At the time, I had also faced a difficult choice. Newly divorced and deeply in debt after a former studio-mate skipped out on rent, I had to choose between not losing my studio or getting an apartment after moving out of our house. So I moved into the only available space in my jammed-full 500 square-foot studio: a 112 square foot closet with no windows or heat. I stayed warm enough with space heaters, and managed to squeeze in a rudimentary kitchen, my bed, my clothes closet and my office. I spent a lot of time in there, and began to realize...it wasn't all that bad. In fact, it was cozy, and even felt— dare I say — kind of spacious? I had pared it down to the basics, and I had almost everything I needed besides a bathroom, although the kitchen was more frustrating to use than the primitive facilities of my early twenties warehouse-living days: I cook a lot, and all from scratch, so not having a stove or oven got old quick, despite creative approaches that often blew fuses.
And what's more: It changed my habits. A lifelong slob, I suddenly became tidier. Upon getting a new pair of shoes, I pondered which had to go...something I had never done before. (I could rival a young Imelda Marcos on shoe hoarding, I'm sure.) I knew where everything was, and I questioned every new object that came into my room. And suddenly, I began seeing pictures of tiny houses popping up everywhere. I've always been intrigued by small spaces (I'd lived for fifteen years with my ex, a large dog, and four cats in a 700 square foot brick cottage.). And then it hit me, like an epiphany: the plan that changed everything.
The plan? To build a tiny house on wheels as a model of sustainability, get off the grid, and travel the country showing people what that looks like. To have real conversations at everything from schools to churches to farmers' markets about what it takes to be on solar, where your poop goes, and how to use grey water. But not only that: I'd also explain how scientists see what they see in ice core samples and plants uncovered by melting glaciers. Discuss why glaciers are calving, and why the forests of the west are burning. Answer what questions I could and check in with climate scientists and experts along the way. And in the process, make a film about these conversations around climate change, gentrification, sustainability and the future. About what we can do together, before it's too late.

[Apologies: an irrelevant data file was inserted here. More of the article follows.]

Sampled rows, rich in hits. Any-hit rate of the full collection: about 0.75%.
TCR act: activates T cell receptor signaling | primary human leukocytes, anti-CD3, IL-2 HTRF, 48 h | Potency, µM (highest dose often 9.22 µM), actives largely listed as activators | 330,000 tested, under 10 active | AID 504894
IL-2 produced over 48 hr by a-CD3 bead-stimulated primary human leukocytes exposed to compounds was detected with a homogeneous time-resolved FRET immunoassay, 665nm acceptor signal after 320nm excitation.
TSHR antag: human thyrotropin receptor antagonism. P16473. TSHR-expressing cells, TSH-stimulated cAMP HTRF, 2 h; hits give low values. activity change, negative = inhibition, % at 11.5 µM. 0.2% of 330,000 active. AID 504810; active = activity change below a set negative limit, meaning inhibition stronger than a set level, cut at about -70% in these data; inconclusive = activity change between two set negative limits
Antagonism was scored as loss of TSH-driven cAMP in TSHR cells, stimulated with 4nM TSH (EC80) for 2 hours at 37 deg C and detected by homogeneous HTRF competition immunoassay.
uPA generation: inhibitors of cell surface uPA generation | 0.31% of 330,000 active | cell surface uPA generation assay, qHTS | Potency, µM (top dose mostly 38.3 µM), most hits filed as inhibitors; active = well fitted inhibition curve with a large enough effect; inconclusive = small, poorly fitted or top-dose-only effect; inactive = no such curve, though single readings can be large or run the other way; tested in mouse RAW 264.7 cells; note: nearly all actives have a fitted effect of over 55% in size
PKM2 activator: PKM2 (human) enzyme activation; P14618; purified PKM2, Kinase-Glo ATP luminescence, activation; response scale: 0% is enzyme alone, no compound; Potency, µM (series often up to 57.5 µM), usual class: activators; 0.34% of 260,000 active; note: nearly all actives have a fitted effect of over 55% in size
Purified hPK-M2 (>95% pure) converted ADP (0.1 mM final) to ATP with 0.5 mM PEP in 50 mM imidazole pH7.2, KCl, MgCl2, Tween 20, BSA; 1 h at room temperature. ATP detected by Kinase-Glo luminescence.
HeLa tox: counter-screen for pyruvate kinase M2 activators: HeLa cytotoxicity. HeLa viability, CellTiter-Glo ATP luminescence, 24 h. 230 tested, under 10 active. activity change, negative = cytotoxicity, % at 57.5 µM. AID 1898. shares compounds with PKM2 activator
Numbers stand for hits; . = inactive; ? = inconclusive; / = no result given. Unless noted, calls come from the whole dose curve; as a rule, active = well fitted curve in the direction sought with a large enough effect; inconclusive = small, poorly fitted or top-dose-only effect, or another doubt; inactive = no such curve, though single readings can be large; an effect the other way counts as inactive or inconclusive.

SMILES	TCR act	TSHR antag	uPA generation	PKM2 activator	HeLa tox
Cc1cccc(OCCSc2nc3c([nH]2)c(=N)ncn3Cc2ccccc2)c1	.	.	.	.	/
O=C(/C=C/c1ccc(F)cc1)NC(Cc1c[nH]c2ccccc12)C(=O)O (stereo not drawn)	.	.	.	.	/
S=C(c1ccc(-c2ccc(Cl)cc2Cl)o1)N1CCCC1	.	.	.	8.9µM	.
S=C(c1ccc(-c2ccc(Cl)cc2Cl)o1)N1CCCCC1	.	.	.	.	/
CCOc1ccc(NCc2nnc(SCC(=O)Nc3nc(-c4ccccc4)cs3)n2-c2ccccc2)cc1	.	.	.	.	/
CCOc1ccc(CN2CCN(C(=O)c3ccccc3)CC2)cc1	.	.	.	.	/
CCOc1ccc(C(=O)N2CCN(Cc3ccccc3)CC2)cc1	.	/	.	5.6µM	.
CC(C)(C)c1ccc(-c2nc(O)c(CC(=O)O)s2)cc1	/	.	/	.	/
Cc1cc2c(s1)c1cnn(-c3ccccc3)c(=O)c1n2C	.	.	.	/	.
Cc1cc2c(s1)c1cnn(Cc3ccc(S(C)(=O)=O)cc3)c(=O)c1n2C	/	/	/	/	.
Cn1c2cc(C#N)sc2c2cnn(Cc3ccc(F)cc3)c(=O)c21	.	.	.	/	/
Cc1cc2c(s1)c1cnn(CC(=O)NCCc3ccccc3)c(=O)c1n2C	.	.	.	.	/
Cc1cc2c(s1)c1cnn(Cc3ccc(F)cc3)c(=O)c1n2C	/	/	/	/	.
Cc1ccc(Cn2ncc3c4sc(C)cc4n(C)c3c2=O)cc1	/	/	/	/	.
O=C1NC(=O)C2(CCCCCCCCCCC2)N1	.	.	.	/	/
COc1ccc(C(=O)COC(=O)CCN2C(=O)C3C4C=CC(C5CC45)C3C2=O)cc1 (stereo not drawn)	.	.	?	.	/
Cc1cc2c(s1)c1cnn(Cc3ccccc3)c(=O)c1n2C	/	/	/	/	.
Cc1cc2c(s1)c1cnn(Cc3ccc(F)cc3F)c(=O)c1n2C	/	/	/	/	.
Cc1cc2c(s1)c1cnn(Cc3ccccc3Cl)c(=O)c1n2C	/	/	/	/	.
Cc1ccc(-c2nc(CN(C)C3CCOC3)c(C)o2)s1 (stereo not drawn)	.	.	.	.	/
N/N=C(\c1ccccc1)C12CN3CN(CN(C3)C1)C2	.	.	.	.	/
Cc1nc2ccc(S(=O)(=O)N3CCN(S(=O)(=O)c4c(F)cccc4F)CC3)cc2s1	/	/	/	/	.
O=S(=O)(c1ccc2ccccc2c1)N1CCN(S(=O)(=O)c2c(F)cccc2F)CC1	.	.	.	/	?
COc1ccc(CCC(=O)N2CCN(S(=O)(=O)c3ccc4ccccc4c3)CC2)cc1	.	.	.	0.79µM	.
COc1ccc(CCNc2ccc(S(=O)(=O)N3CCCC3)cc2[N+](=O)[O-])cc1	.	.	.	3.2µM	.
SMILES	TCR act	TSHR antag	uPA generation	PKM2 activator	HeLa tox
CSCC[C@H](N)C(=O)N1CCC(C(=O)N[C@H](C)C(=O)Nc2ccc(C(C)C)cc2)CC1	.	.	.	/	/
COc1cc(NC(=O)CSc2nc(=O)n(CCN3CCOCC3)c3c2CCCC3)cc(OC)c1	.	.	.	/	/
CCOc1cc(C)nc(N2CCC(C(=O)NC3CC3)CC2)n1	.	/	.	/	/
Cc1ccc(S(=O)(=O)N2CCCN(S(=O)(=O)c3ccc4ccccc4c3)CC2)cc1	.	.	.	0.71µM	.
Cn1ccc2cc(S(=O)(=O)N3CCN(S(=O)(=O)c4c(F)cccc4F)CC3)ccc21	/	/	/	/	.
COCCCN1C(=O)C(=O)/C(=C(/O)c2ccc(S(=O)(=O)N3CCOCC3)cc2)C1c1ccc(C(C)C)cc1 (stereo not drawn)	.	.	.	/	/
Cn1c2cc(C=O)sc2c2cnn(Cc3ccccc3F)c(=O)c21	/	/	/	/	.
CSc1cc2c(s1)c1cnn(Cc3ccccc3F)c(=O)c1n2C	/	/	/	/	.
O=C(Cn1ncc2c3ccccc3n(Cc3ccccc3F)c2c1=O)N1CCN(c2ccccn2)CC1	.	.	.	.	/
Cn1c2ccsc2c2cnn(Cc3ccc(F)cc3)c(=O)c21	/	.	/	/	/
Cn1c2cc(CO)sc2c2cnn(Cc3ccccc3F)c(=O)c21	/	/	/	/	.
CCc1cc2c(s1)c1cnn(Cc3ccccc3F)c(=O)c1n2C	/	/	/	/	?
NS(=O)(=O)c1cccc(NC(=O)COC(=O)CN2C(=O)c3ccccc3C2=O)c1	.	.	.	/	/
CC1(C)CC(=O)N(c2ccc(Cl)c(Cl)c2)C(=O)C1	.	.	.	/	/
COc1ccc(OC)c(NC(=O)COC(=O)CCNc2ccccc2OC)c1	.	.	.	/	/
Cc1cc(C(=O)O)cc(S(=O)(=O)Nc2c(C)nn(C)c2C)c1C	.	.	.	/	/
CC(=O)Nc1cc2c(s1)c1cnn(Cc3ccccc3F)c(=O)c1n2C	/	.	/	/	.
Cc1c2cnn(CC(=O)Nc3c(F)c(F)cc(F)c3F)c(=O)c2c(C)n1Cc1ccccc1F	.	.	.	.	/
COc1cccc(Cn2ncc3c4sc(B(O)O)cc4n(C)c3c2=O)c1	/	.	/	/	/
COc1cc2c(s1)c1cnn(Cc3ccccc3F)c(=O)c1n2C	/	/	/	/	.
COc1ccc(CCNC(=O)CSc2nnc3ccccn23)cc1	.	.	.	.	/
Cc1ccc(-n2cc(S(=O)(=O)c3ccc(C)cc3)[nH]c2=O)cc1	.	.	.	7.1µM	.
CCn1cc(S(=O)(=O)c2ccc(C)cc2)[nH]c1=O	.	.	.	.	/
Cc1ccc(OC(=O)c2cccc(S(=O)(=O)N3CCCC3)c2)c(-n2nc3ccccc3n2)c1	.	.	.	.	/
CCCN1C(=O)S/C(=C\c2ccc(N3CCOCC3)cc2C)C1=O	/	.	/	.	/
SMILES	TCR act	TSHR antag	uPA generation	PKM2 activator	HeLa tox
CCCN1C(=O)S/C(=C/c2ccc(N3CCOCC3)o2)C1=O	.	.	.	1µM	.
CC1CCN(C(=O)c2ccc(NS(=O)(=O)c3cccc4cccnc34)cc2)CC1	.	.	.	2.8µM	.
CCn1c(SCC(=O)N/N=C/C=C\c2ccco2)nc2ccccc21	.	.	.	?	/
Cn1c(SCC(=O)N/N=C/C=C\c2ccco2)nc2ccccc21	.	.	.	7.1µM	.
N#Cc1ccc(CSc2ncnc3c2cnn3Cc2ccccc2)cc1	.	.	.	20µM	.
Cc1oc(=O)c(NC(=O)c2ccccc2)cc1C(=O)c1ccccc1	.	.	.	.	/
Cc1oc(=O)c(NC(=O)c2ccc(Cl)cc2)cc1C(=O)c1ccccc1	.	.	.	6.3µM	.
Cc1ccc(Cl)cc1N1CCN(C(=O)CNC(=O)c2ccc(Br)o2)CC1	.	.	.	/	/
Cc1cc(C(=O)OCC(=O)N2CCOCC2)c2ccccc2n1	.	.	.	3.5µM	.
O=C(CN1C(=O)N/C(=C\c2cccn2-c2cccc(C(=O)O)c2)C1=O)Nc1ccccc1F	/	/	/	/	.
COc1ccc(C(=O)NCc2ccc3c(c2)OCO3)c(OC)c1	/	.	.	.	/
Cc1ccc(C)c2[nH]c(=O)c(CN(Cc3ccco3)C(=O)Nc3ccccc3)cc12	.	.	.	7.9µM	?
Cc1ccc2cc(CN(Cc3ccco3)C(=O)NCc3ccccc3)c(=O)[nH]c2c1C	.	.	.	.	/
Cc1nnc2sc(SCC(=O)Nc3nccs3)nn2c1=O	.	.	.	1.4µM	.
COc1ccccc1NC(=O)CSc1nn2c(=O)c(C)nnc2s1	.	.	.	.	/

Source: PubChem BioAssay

Do I know how to do any of this? Hell no. But I'm willing to learn. I haven't known how to do most things I've embarked on in my career, and so far things have turned out okay. Currently I'm spending my life savings (and running out fast!) on building the house with my friend from grad school at The Ohio State University, Philip Spangler. Neither of us knows how to build a house, but being sculptors, we have most of the necessary skills, although we are definitely winging it. We have converted a twenty-foot dovetail trailer into a flatbed and it now has four framed walls, with a floor going in. I've gone all in on this...I have no backup plan, no exit strategy; this is now my life. And the project has a name: The Mayday Experiment. A name that encompasses both the hopefulness of spring and a call to alarm. And it is definitely an experiment, but I believe in the power of people connecting, one on one. Despite the mass media's insistence that we are a divided country, we are all in this together. And it's time we started listening to one another and sharing what we know. It's time for conversations.
So, consider this an invitation to join me as I figure all this out, build the house, get off the grid and travel around having conversations with ordinary people. Along the way I'll be documenting the U.S. now, including things like the drought-ridden towns of California and the shifting of fortunes in Detroit. But this is also an invitation to dialogue: Tell me where I should travel, start discussions on topics that concern you, or share your own tiny house stories. I'll be posting weekly to this blog while we wrap walls, figure out rainwater plumbing, learn about solar loads and, in the midst of all that, making some art. It's already been a strange, interesting journey, and it promises to only get stranger.
And yes, we will pull over for the rainbows.
Lauri Lynnxe Murphy